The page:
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250/250 weight loss plan is step to better health

An Emory cardiologist presents a simple, doable way to maintain or lose weight, and Emory wellness experts offer additional tips.

Eat just a little bit less. Move just a little bit more. Add up the effects and you could lose one pound a week.  

Nanette Wenger

Nanette Wenger, professor of cardiology, emeritus

This is the premise of a plan that Emory cardiologist Nanette Wenger says aims to simplify the effort to lose or maintain weight. Called the 250/250 plan, it is a step process — you don’t have to add a lot of exercise time or drastically alter your eating habits.

The step, Wenger says, is superimposed on the recommended amount of physical activity and guidelines for weight management from the American Heart Association, recommendations that Wenger helped write for the national nonprofit.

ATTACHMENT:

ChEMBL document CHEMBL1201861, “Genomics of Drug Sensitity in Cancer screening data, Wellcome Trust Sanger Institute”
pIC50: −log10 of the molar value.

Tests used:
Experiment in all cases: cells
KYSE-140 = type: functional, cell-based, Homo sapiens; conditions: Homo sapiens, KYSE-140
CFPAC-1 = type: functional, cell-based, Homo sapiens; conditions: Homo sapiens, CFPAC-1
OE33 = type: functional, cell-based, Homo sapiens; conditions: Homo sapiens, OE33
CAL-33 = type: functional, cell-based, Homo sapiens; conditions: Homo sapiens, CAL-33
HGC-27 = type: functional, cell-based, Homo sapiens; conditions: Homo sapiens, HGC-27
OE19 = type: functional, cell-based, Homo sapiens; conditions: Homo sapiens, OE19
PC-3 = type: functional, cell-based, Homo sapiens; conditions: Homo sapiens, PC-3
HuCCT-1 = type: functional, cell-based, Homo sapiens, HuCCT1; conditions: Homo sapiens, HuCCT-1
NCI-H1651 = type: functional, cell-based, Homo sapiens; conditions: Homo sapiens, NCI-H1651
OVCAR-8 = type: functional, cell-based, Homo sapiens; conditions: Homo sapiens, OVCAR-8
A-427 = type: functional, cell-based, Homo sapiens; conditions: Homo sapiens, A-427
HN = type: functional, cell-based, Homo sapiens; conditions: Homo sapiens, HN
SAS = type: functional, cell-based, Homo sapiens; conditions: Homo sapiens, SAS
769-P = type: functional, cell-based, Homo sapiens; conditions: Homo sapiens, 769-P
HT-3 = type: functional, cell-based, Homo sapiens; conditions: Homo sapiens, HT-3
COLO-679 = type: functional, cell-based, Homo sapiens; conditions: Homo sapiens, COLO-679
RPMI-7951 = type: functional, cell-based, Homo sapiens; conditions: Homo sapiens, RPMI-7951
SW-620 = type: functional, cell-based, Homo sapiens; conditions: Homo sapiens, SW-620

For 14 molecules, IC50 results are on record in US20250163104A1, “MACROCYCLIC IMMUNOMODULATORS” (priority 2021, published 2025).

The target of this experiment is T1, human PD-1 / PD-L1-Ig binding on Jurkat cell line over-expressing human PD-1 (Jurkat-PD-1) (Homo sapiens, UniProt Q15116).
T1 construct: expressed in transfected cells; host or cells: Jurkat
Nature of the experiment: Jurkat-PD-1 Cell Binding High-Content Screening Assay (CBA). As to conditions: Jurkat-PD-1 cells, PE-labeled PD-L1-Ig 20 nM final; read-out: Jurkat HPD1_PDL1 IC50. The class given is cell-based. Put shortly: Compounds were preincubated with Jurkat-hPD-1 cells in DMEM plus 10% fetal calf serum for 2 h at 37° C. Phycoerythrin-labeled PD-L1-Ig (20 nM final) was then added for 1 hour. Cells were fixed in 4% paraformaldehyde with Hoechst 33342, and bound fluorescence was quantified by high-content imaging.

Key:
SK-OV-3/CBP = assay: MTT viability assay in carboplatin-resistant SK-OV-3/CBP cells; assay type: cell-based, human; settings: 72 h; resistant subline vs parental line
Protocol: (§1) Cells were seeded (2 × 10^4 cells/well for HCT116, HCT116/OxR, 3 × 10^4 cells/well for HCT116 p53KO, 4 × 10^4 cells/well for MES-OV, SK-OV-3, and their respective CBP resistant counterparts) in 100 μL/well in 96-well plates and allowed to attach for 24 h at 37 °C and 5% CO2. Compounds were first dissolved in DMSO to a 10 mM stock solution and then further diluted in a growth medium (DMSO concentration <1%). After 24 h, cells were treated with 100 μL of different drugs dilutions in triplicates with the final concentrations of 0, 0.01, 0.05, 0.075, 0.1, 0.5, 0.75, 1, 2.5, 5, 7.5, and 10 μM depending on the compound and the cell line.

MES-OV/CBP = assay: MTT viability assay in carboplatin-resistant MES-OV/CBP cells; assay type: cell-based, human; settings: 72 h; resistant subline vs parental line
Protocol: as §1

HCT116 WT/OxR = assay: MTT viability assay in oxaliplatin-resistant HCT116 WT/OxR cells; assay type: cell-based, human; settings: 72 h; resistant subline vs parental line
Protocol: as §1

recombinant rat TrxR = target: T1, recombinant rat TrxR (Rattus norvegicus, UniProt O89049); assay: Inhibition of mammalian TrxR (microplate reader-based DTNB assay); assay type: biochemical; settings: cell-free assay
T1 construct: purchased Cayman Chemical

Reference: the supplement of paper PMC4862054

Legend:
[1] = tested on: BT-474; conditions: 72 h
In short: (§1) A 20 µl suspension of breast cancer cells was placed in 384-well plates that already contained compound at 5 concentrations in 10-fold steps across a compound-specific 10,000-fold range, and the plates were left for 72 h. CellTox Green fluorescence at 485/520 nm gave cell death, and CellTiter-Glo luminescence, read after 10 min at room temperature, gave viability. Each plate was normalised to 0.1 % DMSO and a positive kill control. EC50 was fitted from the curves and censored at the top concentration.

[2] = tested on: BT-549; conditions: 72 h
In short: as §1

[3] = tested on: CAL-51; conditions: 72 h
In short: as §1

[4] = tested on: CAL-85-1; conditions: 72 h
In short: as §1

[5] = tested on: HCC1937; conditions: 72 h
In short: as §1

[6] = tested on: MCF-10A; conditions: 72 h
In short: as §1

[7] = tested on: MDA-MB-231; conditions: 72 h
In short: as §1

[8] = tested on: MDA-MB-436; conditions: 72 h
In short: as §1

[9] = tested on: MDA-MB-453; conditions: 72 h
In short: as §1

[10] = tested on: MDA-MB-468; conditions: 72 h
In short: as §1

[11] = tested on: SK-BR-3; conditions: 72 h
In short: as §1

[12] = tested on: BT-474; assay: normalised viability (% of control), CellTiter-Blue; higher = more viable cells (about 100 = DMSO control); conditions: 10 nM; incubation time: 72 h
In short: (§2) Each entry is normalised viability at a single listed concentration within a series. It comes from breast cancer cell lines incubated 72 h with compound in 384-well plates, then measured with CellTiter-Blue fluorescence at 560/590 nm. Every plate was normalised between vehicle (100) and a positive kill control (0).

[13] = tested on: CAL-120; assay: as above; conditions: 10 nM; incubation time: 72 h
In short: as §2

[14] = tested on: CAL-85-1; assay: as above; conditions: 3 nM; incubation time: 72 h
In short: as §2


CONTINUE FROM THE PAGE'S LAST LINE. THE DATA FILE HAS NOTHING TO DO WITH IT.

It's also based on math. As Wenger explains, if you cut out 250 calories a day and increase your physical activity to burn 250 calories per day, "that's 500 fewer calories." Keep that up for a week and you can lose a pound.

Taking the first step

The first step is to find a way to cut 250 calories out of your diet. This could be as simple as cutting out a sweetened beverage at lunch or a beer at night.  

The second step is to increase your physical activity level to burn an additional 250 calories a day.  

For example, "I'm a chocoholic," Wenger says. She would need to cut out enough of her favorite food to equal 250 calories, while increasing her exercise to burn 250 calories. "This would mean doing something like walking briskly for an extra 35 minutes," she says.  

Wenger sees this as a way to ease into this method. "It's a permanent way of thinking," she says, "based on calories in and calories out."